State officials have reached an agreement to shut down a website called GIBill.com that drives business to for-profit colleges, Kentucky Attorney General Jack Conway announced today.
The military-themed website collected contact information from veterans interested in using their post-service benefits for higher education and funneled it to the colleges. Conway said the site gave the misleading impression that it was run by the U.S. government.
“This company preyed on our veterans who received educational benefits as a result of their military service to our country,” Conway said at a news conference in Washington. “The actions were unconscionable and purposefully drove veterans to for-profit colleges who were perhaps more interested in getting their hands on the federal benefits than in educating our soldiers and their families.”
The site, operated by QuinStreet Inc. (QNST:US), will be turned over to the U.S. Department of Veterans Affairs as part of the deal, Conway said. The company will also pay a $2.5 million fine, and include prominent statements on its other veteran-focused websites that it has no government associations.
QuinStreet, in a statement filed with the Securities and Exchange Commission today, said it “does not engage in deceptive marketing practices and does not believe that its websites were misleading prior to the agreement.” Company spokesman Jeffrey Scott declined further comment.
Federal regulators, particularly in housing, have recently focused on financial issues that affect the military. Last week, agencies put in place new rules to ease home sales by servicemembers who are ordered to move, and this week the Department of Defense said it is considering new rules on small- dollar loans to those in the service.
After September 11, 2001, veterans became a lucrative market for private-sector colleges with the passage of federal benefits, known colloquially as the “GI Bill” after similar post-World War II legislation.
Separately from today’s announcement, Conway is leading a 30-state investigation by attorneys general into for-profit colleges. He promised Kentucky will focus on issues related to the military, including outside the education industry.
“We are looking at all sorts of things with respect to consumers and the military,” Conway said.
Senator Richard Durbin, an Illinois Democrat, applauded the state attorneys general for looking into the for-profit colleges. He lamented that federal lawmakers have failed to crack down on abuses in the industry.
Congress has not passed proposals designed to limit the incentives for-profit colleges have to market to veterans. This category of schools received almost $32 billion in federal grants and loans in the 2009-2010 school year, according to the Department of Education.
“You can get little done on for-profit colleges in Congress,” Durbin said. “They have every lobbyist in town,” including many ex-lawmakers, he added.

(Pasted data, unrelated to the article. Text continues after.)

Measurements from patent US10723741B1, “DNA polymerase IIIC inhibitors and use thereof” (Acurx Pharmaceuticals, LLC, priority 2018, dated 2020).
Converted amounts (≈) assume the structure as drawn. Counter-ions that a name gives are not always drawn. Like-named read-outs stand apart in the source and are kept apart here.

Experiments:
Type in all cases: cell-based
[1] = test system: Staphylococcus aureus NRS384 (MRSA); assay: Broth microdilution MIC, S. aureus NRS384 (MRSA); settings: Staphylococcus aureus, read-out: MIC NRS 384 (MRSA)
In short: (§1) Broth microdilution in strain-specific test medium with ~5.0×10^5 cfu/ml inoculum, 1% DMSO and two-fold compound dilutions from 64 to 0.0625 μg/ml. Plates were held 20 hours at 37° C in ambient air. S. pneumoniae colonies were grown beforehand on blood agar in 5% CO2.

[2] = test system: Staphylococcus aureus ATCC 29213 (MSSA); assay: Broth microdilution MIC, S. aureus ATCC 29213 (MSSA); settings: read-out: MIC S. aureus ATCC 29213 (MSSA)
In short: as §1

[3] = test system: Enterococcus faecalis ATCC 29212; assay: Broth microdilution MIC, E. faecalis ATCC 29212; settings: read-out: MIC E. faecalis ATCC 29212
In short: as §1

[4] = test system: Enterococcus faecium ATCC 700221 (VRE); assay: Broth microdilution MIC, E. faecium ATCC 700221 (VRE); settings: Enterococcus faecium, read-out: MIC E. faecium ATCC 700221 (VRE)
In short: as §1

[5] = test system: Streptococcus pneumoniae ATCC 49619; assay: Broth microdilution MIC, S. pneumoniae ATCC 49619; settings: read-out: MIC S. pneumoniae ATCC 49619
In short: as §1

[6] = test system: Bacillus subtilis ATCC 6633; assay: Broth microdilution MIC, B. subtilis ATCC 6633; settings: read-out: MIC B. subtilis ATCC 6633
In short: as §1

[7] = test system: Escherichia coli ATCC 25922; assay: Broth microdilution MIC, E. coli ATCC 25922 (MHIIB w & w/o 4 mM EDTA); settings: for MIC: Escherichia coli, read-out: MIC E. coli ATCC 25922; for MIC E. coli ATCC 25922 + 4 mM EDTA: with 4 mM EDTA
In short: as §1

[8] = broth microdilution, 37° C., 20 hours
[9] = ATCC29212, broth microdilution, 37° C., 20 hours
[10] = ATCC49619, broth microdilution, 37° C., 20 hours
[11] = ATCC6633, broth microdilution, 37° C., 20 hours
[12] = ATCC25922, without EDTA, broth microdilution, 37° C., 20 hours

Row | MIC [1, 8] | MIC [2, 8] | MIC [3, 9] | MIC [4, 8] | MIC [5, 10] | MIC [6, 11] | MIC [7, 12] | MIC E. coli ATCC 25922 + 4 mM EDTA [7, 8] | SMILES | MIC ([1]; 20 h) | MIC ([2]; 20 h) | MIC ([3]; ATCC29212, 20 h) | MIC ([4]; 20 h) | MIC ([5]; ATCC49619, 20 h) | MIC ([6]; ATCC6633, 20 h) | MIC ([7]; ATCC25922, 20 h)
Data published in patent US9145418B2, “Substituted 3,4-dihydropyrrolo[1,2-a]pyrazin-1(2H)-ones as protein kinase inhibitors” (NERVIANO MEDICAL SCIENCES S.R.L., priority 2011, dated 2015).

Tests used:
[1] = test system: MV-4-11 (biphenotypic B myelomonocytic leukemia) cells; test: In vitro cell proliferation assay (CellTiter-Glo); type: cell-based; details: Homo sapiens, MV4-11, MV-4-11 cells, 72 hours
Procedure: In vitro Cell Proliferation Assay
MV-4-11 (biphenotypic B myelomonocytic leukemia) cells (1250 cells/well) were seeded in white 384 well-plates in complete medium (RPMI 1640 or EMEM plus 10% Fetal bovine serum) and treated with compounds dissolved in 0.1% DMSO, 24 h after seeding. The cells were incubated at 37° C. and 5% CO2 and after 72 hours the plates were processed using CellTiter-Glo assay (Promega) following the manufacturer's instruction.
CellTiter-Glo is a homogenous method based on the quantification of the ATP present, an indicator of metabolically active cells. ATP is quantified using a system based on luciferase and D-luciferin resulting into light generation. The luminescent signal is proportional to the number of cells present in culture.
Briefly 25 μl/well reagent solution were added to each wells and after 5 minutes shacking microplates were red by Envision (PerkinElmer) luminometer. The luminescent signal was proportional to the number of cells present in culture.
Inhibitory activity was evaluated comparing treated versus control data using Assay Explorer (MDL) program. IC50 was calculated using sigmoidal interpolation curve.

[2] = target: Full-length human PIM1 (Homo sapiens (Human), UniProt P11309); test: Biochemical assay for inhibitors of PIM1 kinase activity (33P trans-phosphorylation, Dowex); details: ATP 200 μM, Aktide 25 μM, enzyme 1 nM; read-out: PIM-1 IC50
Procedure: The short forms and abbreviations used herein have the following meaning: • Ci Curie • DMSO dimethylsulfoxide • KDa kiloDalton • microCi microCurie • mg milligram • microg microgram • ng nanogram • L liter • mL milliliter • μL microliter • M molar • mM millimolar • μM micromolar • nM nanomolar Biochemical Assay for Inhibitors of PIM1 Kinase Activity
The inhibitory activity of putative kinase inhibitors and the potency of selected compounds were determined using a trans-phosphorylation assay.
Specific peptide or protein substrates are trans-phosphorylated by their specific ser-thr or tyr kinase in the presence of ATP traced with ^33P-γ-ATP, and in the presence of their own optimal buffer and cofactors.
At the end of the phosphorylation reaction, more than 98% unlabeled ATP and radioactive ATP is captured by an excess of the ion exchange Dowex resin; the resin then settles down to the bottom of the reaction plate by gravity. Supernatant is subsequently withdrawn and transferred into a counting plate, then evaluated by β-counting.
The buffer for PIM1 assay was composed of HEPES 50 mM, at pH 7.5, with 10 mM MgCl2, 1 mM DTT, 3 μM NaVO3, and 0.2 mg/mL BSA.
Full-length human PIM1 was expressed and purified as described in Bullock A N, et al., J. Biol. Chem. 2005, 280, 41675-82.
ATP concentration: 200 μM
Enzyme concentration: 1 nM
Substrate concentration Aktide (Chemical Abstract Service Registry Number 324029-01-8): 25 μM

Steve Gunderson, a former U.S. congressman who is now head of the Association of Private Sector Colleges and Universities, said in an e-mailed statement that the group’s members are “deeply proud” to help educate veterans.
“We condemn any activity by companies that mislead veterans, and we continue to work with our members and other stakeholders on initiatives designed to promote clear and unambiguous communications with students and prospective students,” Gunderson said.
The settlement emerged from work done by the Kentucky attorney general’s office and the Consumer Financial Protection Bureau beginning in August 2011, Conway said. The CFPB staff examined the website and its marketing to veterans, and Conway led the investigation for the states.
QuinStreet, which is based in Foster City, California, reported net income of $2.9 million on revenue of $93 million in the quarter ending March 31. Its shares were up 0.17 percent to $9.44 at 3 p.m.
The site GIBill.com “has never been a material contributor” to the company’s revenue, it said in a statement on its website.
Emails obtained by the Kentucky attorney general made clear that many people “thought they were communicating with the government” when they wrote to GIBill.com, Conway said.
Conway conceded that there are probably other similar sites on the Internet, and said only educating the public could reduce their impact.
Hollister “Holly” Petraeus, the head of the bureau’s Office of Servicemember Affairs, explicitly warned veterans against using sites that collect information but do not actually offer education services themselves.
“Using one of these lead-generator sites is extremely unlikely to assist veterans in making an informed choice between different types of schools where they might spend hard-earned GI Bill benefits,” Petraeus said.
The GIBill.com website will be redirected to the veterans’ affairs department within 10 days, its deputy secretary, Scott Gould, said at the news conference. The agency will use it to disseminate information about government benefits, Gould said.
Other states participating in the agreement with QuinStreet are Alabama, Arizona, Arkansas, Delaware, Florida, Idaho, Illinois, Iowa, Kentucky, Massachusetts, Mississippi, Missouri, New York, Nevada, North Carolina, Ohio, Oregon, South Carolina, Tennessee and West Virginia, according to Conway’s announcement.
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